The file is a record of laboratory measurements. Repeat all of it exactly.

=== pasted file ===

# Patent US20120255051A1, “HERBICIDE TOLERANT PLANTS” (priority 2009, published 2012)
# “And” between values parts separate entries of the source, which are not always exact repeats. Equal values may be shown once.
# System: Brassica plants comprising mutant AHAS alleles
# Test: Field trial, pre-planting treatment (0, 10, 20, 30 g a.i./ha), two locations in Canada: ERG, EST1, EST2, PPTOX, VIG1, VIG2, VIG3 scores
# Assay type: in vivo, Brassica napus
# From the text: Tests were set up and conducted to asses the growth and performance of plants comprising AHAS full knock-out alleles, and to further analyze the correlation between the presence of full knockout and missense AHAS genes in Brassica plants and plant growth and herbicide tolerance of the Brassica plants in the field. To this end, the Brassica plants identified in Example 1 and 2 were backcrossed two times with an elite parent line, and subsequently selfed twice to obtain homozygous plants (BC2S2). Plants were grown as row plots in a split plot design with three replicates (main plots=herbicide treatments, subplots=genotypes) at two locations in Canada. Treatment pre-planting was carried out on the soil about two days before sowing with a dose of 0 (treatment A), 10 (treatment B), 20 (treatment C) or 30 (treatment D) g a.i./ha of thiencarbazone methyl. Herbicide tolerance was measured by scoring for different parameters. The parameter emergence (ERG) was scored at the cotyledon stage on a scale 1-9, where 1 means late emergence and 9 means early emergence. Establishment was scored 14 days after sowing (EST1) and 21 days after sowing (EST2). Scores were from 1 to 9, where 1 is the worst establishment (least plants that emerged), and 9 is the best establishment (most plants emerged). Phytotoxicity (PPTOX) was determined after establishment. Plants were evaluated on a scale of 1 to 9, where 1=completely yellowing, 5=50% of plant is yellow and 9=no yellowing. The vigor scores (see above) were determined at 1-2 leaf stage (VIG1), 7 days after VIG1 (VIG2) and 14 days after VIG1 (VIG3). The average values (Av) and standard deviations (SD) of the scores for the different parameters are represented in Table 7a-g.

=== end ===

# Patent US20120255051A1, “HERBICIDE TOLERANT PLANTS” (priority 2009, published 2012)
# “And” between values parts separate entries of the source, which are not always exact repeats. Equal values may be shown once.
# System: Brassica plants comprising mutant AHAS alleles
# Test: Field trial, pre-planting treatment (0, 10, 20, 30 g a.i./ha), two locations in Canada: ERG, EST1, EST2, PPTOX, VIG1, VIG2, VIG3 scores
# Assay type: in vivo, Brassica napus
# From the text: Tests were set up and conducted to asses the growth and performance of plants comprising AHAS full knock-out alleles, and to further analyze the correlation between the presence of full knockout and missense AHAS genes in Brassica plants and plant growth and herbicide tolerance of the Brassica plants in the field. To this end, the Brassica plants identified in Example 1 and 2 were backcrossed two times with an elite parent line, and subsequently selfed twice to obtain homozygous plants (BC2S2). Plants were grown as row plots in a split plot design with three replicates (main plots=herbicide treatments, subplots=genotypes) at two locations in Canada. Treatment pre-planting was carried out on the soil about two days before sowing with a dose of 0 (treatment A), 10 (treatment B), 20 (treatment C) or 30 (treatment D) g a.i./ha of thiencarbazone methyl. Herbicide tolerance was measured by scoring for different parameters. The parameter emergence (ERG) was scored at the cotyledon stage on a scale 1-9, where 1 means late emergence and 9 means early emergence. Establishment was scored 14 days after sowing (EST1) and 21 days after sowing (EST2). Scores were from 1 to 9, where 1 is the worst establishment (least plants that emerged), and 9 is the best establishment (most plants emerged). Phytotoxicity (PPTOX) was determined after establishment. Plants were evaluated on a scale of 1 to 9, where 1=completely yellowing, 5=50% of plant is yellow and 9=no yellowing. The vigor scores (see above) were determined at 1-2 leaf stage (VIG1), 7 days after VIG1 (VIG2) and 14 days after VIG1 (VIG3). The average values (Av) and standard deviations (SD) of the scores for the different parameters are represented in Table 7a-g.